Drinking: The choice of pubs, bars and clubs is almost overwhelming, but off the main drag things are more manageable. Most of the pubs around here have a history, from The Carpenter's Arms, which was once owned by the infamous Kray twins, to The Ten Bells, where Jack the Ripper stalked his victims. The delightful Lounge Lover serves out of this world cocktails and has the accolade of having hosted Madonna's 48th birthday party.
Shopping: Redchurch Street has been reborn as a place of upscale shopping, including fashion, interiors, beauty and foodie stores. Head to Brick Lane for unique fashion and vintage and a busy Sunday market. Calvert Avenue remains a somewhat secret destination for stylish shoppers and there are frequent pop ups and sample sales in the Truman Brewery.
Culture: The theatres may be gone, but there's a handful of excellent cinemas in the area. Notting Hill's Electric has moved in, there's a cinema and arts space at Rich Mix, and Dalston's Rio is just up the road. They all show a mix of independent, art house, and carefully curated blockbuster films. There are galleries along Redchurch Street, which has a very popular First Thursday event, where over 150 galleries in East London come together to host events.
Heritage: The Geffrye Museum pays homage to the area's heritage as a furniture making district and has 11 period rooms, a stylish cafe and a herb garden.
- Shoreditch lacks a full sized supermarket, with Tesco Metro and Sainsbury’s Local the order of the day. There are a couple of Waitrose supermarkets nearby, including on Whitecross Street and Angel. The Grocery on Shoreditch High Street sells local, organic and fairtrade food, and there's a popular Asian supermarket, Longdan, on Hackney Road.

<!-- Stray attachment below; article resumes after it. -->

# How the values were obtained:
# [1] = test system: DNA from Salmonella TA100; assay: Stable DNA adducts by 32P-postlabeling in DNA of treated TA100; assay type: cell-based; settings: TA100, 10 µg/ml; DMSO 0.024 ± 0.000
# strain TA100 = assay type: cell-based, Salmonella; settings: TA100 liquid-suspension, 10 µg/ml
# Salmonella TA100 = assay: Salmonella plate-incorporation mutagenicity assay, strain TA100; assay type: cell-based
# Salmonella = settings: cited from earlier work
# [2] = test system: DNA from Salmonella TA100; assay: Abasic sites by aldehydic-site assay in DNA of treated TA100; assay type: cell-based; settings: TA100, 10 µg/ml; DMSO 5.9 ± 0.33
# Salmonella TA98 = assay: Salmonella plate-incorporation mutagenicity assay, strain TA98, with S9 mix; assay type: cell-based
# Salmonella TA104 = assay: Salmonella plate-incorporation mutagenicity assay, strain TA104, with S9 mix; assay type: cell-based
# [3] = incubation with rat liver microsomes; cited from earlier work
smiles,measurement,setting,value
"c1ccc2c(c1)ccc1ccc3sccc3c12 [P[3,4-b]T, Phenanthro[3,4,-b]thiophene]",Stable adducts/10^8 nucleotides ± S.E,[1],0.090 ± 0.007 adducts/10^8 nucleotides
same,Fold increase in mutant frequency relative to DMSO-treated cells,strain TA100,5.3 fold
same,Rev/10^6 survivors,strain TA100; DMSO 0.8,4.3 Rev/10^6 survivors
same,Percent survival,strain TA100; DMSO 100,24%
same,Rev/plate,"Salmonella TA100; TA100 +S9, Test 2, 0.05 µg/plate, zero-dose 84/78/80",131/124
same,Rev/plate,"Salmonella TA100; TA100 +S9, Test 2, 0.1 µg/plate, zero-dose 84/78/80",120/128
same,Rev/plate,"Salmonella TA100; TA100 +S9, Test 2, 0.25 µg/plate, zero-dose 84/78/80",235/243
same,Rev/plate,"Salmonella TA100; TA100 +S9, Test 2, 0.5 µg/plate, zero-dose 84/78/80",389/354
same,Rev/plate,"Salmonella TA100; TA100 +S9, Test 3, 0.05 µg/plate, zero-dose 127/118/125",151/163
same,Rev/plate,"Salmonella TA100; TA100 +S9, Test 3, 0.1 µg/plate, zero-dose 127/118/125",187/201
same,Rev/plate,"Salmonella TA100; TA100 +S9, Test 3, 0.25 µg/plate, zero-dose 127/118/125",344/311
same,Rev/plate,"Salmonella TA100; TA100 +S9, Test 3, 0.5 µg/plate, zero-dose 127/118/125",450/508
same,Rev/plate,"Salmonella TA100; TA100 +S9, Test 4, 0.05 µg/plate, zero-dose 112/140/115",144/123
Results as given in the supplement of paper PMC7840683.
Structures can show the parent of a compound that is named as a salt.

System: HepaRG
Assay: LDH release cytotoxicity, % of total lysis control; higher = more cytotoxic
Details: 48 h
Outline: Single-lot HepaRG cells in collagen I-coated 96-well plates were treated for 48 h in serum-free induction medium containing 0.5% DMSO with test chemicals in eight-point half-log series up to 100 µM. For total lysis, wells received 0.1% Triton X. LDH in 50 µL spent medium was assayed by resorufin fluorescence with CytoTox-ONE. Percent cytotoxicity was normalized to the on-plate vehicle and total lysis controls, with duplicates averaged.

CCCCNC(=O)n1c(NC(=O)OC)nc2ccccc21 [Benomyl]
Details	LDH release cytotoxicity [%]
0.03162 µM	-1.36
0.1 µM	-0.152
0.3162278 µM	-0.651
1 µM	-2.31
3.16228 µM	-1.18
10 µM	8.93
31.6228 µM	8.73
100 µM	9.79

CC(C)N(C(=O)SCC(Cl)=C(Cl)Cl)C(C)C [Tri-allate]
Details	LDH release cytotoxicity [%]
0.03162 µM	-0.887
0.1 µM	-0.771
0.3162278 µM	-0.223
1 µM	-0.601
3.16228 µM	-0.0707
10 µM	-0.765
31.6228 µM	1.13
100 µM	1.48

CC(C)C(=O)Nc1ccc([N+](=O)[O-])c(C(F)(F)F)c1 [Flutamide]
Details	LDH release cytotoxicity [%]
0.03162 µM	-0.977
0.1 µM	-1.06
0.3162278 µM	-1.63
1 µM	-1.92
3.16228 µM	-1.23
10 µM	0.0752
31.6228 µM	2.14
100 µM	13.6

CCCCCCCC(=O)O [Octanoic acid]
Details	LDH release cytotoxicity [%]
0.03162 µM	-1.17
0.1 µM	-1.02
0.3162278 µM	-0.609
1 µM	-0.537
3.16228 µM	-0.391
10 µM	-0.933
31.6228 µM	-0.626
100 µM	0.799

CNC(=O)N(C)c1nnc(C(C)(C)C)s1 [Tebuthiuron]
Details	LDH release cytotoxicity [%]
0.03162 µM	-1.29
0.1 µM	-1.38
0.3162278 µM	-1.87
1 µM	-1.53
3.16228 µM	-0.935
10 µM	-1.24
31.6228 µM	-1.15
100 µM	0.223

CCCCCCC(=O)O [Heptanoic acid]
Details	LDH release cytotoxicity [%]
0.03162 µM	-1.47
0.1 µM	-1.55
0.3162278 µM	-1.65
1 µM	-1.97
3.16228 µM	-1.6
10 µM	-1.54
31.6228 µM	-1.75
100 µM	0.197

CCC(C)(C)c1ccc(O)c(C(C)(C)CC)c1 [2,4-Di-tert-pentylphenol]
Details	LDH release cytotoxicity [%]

- Ironmonger Row baths, features a swimming pool with gym, spa and Turkish bath facilities.
- Shoreditch House East is a private members' club with a rooftop pool. The Ace Hotel has free wifi, and a friendly downstairs space where people can drop in for a coffee and work for the morning.
- Brick Lane's Sunday market has become a tourist attraction of late, but Hoxton Market remains an authentic East End experience selling food, fashion and household goods.
- The sheer number of good bike shops here reflects the transport choices of the residents. Cafe/bar Look Mum No Hands sells cycling accessories and has a workshop on site.
- Leila's grocery store on Calvert Avenue always has a pretty display of seasonal fruit and veg and there's excellent bread for sale at St John Bread and Wine. The 24 hour Brick Lane Beigel Bake is justly famous for salt beef bagels.
There is so much development happening, with the whole area around Old Street roundabout being overhauled. The Overground network has transformed this part of London, and more changes are coming. 'Shoreditch Village' is soon to open on either side of the Overground viaduct, and will house a new food market, retail spaces and coffee shops, as well as residential apartments.
Tube: Many people who live in Shoreditch also work in the area, but Hoxton, Haggerston and Shoreditch High Street stations are all part of the Overground network. Old Street and Liverpool Street also serve the area and are five minutes from Kings Cross and nine minutes from Oxford Circus respectively.
Bus: The area is well connected by bus too – the 55 and 48 head into the city centre. The 149 goes to London Bridge in one direction and Stoke Newington and Edmonton in the other, and the 47 goes to London Bridge, then to Surrey Quays, Deptford and Lewisham. The 242 takes you to Tottenham Court Road and 78 to Nunhead.
Train: Trains from Liverpool Street serve the south east of England, and also go to Stansted airport.
There is a selection of schools in the area from nursery to primary and beyond. Central Foundation Boys School has a strong reputation for producing musicians, including Martin Kemp of Spandau Ballet, Ronnie Scott and Trevor Nelson. The Dulwich Estate, which also supports the famous Alleyn's school in Dulwich, is a major benefactor of the school.